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PICList Thread
'RF interference'
1996\11\05@194947 by TONY NIXON 54964

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Has any one got any ideas to stop RF from causing false readings
on an input.

Tony


Just when I thought I knew it all,
I learned that I didn't.

1996\11\05@203355 by peter

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TONY NIXON 54964 wrote:
>
> Has any one got any ideas to stop RF from causing false readings
> on an input.
>
> Tony
>
> Just when I thought I knew it all,
> I learned that I didn't.

first a resistor(try 100 to 1k ) then pass it through a 1nf feedthrough
cap
In extreme cases you can do this more than once
--
Peter Cousens
email: spam_OUTpeterTakeThisOuTspamcousens.her.forthnet.gr
snailmail: Peter Cousens, karteros, Heraklion, Crete, 75100, Greece,

1996\11\05@210814 by Martin J. Maney

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On Wed, 6 Nov 1996, TONY NIXON 54964 wrote:

> Has any one got any ideas to stop RF from causing false readings
> on an input.

Well, filter it out of course.  If the measuring system isn't already
shielded, start with that.  If that doesn't work you can try input
filtering.  Sometimes a simple capacitor bypass will suffice, but there's
no set rule.  And of course you could find that the interference isn't
actually entering on the input leads, but rather on an output or supply
and getting coupled to the circuit.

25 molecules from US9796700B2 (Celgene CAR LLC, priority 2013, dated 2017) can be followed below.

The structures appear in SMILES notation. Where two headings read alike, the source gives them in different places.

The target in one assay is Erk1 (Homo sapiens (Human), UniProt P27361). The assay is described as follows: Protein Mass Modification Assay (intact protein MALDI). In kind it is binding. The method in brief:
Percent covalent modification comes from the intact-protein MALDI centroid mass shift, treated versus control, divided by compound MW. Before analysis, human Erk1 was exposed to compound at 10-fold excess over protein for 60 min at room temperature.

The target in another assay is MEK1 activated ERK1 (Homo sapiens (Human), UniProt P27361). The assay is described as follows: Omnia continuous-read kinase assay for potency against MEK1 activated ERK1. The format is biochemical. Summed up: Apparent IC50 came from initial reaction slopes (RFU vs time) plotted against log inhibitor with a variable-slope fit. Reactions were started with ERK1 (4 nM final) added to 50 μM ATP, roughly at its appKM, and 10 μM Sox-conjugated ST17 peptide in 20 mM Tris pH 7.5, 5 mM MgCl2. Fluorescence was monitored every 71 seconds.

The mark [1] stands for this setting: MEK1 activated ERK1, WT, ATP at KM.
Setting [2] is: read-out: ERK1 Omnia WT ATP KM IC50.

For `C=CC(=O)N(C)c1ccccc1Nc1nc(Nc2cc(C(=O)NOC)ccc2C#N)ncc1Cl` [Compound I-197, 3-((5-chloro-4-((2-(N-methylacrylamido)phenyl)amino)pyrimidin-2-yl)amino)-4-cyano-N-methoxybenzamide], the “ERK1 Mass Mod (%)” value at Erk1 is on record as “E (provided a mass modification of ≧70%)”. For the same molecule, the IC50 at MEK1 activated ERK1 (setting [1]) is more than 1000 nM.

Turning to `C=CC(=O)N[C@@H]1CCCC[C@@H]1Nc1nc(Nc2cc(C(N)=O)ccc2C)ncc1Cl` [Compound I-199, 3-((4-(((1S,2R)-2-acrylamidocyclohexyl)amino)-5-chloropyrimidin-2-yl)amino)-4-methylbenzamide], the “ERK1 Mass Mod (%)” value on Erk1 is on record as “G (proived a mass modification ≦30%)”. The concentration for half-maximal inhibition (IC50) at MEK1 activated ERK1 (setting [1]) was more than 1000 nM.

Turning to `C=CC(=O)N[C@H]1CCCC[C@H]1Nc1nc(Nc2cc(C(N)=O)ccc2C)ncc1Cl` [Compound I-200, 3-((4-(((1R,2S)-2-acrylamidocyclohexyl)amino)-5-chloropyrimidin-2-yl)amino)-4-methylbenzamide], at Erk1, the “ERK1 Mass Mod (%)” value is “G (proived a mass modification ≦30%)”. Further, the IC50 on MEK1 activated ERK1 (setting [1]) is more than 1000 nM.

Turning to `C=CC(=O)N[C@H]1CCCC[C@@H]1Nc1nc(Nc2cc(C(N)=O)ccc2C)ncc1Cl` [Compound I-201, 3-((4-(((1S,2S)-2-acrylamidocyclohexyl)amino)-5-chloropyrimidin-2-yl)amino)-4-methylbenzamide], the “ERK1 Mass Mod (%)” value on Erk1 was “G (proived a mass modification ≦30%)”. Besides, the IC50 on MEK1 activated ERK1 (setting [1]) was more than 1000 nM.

Luck!

1996\11\06@163513 by Bradley, Larry

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As suggested by others, a simple capacitor might help. Depends on the
frequency of the RF.
You can get small ferrite beads that can be slipped over wire leads to
filter out RF. Putting the PIC and assoc. circuitry in a metal box, and
using feed-through capacitors (and possible ferrite beads as well) on
ALL leads going into the box is perhaps overkill, but will certainly
work.

Larry

{Quote hidden}

1996\11\07@132510 by Reginald Neale

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Another thing that can help is to keep all circuit impedances as low as
possible. Any inputs that are not driven should be pulled to one rail or
the other with the lowest practicable resistance.

.....................Reg Neale.....................
Complete text of the winning entry in a recent good-government essay contest:
"Good Government.  Gooooood Government.   Sit.    Stay."

1996\11\10@210211 by Len Umina

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Hi,

An RF bypass cap to ground should do it.  Try .001 uF to ground as near to
the input as possible.  If you are in a really bad environment you might
need to make sure your ground is really a ground as RF can bias your supply
rails, particularly if the leads to and from the supply are "resonent"
which essentially means they are 1/4 wave long at the frequency of interest
(or an multiple thereof)

If you find such a situation, I would recommend RF chokes in the ground and
supply leads.  The inductance is a function of frequency.  A small toroid
can be effective, as can be the split cores that wrap around wires.  A
bypass cap having good RF performance of .01 where the leads enter the
board is also important.en

73,
Len WA1IOB

/96 GMT+1100, you wrote:
>Has any one got any ideas to stop RF from causing false readings
>on an input.
>
>Tony
>
>
>Just when I thought I knew it all,
>I learned that I didn't.
>
>

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